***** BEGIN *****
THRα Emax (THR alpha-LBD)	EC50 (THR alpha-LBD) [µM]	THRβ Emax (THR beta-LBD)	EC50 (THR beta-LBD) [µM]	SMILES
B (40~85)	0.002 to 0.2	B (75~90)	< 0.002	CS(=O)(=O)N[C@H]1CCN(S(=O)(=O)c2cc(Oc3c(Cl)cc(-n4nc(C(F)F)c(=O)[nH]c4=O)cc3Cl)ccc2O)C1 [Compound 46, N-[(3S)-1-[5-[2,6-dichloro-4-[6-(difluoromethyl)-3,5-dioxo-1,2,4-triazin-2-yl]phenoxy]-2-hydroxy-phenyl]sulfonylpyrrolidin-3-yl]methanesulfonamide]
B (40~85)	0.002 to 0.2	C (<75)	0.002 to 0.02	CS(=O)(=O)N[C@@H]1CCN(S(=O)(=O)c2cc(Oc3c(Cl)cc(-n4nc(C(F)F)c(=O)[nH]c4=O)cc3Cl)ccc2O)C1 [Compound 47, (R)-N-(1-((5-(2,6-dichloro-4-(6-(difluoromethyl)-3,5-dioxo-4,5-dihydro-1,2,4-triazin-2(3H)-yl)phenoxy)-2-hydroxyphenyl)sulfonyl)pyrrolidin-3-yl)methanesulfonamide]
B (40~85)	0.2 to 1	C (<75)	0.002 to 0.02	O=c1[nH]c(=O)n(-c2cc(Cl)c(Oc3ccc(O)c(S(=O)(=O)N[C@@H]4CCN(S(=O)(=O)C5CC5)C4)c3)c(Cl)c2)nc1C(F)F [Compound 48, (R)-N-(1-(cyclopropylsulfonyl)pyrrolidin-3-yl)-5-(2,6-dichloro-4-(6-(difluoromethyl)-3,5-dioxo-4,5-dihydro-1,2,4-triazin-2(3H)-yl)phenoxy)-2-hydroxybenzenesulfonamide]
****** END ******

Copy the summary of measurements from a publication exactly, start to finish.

THRα Emax (THR alpha-LBD)	EC50 (THR alpha-LBD) [µM]	THRβ Emax (THR beta-LBD)	EC50 (THR beta-LBD) [µM]	SMILES
B (40~85)	0.002 to 0.2	B (75~90)	< 0.002	CS(=O)(=O)N[C@H]1CCN(S(=O)(=O)c2cc(Oc3c(Cl)cc(-n4nc(C(F)F)c(=O)[nH]c4=O)cc3Cl)ccc2O)C1 [Compound 46, N-[(3S)-1-[5-[2,6-dichloro-4-[6-(difluoromethyl)-3,5-dioxo-1,2,4-triazin-2-yl]phenoxy]-2-hydroxy-phenyl]sulfonylpyrrolidin-3-yl]methanesulfonamide]
B (40~85)	0.002 to 0.2	C (<75)	0.002 to 0.02	CS(=O)(=O)N[C@@H]1CCN(S(=O)(=O)c2cc(Oc3c(Cl)cc(-n4nc(C(F)F)c(=O)[nH]c4=O)cc3Cl)ccc2O)C1 [Compound 47, (R)-N-(1-((5-(2,6-dichloro-4-(6-(difluoromethyl)-3,5-dioxo-4,5-dihydro-1,2,4-triazin-2(3H)-yl)phenoxy)-2-hydroxyphenyl)sulfonyl)pyrrolidin-3-yl)methanesulfonamide]
B (40~85)	0.2 to 1	C (<75)	0.002 to 0.02	O=c1[nH]c(=O)n(-c2cc(Cl)c(Oc3ccc(O)c(S(=O)(=O)N[C@@H]4CCN(S(=O)(=O)C5CC5)C4)c3)c(Cl)c2)nc1C(F)F [Compound 48, (R)-N-(1-(cyclopropylsulfonyl)pyrrolidin-3-yl)-5-(2,6-dichloro-4-(6-(difluoromethyl)-3,5-dioxo-4,5-dihydro-1,2,4-triazin-2(3H)-yl)phenoxy)-2-hydroxybenzenesulfonamide]